- includes a backgrounder with more detail on the following changes to EI : Reducing the eligibility threshold for new entrants and re-entrants to the labour market - Calculating benefits based on the best 14 weeks of earnings - Increasing the working-while-on-claim threshold - Continuation of the pilot project to test the effects of increased weeks of EI regular benefits for a second year - One year extension of the EI transitional boundary provision
Source:
Human Resources and Skills Development Canada

More Employment Insurance links - from the Canadian Social Research Links Federal Department Links page (incl. links to the report of the House of Commons Standing Committee on Human Resources, Skills Development, Social Development and the Status of Persons with Disabilities on the subject of the Employment Insurance Fund.)

- Go to the Federal Government Department Links (Fisheries and Oceans to Veterans Affairs) page: http://www.canadiansocialresearch.net/fedbkmrk2.htm

2. Sixth National Child Welfare Symposium - May 26-27, Montreal
(Centre of Excellence for Child Welfare)

Protecting children, helping adults: Bringing two worlds closer together
6th National Child Welfare Symposium
May 26 - 27, 2005
Mont Royal Centre, Montreal, Québec
[The Call for Abstracts closed December 3, 2004.]
Conference Themes:
*domestic violence * mental health * child protection * drug abuse * intellectual disabilities

"The Centre of Excellence for Child Welfare (CECW) is proud to present the detailed program, including a registration form, for the 6th National Child Welfare Symposium (www.cecw-cepb.ca) , to be held at the Centre Mont-Royal in Montreal, Quebec, Canada, May 26 - 27, 2005. Protecting Children, Helping Adults: Bringing Two Worlds Closer Together, is bringing together researchers and practitioners with managers and decision makers who wish to build bridges between services for adults (specifically in the areas of domestic violence, substance abuse, mental health problems, and intellectual disability) and child welfare services. A forum on social policy is taking place at the end of the second day of the symposium. Its goal is to lay the groundwork for co-ordinating services for adults and services for children, with the aim of responding better to the respective needs of the members of families in difficulty. Taking the risk of intervening, together—should this be the starting point for concerted action?"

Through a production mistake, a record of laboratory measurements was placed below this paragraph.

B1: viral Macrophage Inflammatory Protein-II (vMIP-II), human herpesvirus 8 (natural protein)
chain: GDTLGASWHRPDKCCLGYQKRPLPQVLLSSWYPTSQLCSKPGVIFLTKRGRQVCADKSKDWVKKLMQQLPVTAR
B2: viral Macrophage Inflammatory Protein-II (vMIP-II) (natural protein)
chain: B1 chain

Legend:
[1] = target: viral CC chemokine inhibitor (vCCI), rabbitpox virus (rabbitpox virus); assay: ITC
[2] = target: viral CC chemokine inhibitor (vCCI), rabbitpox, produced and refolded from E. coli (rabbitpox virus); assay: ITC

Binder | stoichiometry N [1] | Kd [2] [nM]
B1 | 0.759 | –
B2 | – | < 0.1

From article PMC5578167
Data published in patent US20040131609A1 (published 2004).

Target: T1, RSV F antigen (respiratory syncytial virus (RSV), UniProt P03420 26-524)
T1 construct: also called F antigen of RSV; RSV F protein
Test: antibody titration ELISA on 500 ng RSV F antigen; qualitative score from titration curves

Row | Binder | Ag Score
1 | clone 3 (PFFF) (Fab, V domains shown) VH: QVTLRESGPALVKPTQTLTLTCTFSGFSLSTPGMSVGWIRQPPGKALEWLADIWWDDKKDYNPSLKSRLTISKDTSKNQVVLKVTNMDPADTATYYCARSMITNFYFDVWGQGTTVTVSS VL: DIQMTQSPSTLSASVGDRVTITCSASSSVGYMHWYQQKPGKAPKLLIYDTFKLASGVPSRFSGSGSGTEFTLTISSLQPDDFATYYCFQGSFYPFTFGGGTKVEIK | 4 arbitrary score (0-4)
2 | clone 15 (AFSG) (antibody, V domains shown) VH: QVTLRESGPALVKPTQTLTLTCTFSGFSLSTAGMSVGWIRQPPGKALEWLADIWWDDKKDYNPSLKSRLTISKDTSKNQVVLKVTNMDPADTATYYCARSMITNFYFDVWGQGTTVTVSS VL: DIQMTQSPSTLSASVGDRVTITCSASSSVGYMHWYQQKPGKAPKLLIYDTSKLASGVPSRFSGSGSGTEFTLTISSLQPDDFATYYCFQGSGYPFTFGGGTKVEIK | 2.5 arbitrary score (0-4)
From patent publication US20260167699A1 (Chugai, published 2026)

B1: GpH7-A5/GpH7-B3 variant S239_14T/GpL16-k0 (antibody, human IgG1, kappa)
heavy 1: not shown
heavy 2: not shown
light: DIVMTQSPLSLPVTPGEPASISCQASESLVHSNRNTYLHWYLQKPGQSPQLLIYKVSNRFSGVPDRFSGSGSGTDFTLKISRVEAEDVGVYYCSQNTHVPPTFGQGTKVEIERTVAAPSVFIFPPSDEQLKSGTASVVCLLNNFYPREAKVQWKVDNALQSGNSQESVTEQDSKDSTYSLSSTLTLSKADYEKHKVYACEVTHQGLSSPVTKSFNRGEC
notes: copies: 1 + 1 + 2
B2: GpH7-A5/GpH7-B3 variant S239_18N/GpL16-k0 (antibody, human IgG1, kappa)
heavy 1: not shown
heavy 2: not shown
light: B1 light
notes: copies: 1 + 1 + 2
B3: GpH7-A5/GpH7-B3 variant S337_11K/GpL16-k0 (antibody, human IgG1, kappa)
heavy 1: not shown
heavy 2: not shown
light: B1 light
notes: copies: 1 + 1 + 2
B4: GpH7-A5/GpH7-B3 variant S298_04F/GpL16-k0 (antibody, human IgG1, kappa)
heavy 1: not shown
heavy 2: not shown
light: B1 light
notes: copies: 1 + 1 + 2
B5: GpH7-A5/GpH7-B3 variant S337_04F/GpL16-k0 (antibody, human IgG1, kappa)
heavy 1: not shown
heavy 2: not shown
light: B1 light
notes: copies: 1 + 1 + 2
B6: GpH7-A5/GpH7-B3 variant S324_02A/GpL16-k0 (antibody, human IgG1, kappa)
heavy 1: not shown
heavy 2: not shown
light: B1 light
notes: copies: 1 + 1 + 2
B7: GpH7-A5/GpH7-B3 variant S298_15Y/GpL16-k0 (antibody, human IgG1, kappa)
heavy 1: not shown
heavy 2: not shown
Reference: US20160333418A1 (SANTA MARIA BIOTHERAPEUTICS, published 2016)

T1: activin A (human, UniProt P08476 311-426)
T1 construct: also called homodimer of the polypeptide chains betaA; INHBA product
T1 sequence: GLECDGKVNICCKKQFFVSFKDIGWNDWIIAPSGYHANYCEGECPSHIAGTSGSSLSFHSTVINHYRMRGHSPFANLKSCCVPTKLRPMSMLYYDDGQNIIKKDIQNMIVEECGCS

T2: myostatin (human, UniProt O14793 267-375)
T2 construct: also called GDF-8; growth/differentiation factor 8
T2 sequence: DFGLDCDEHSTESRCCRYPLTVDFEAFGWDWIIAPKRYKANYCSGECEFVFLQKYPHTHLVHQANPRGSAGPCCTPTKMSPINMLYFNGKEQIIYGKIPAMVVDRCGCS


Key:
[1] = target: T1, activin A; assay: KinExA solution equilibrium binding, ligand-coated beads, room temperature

Registration will be available online on Monday, May 7, 2005.

Source:
Centre of Excellence for Child Welfare

- Go to the Children, Families and Youth Links (NGO) page: http://www.canadiansocialresearch.net/chnngo.htm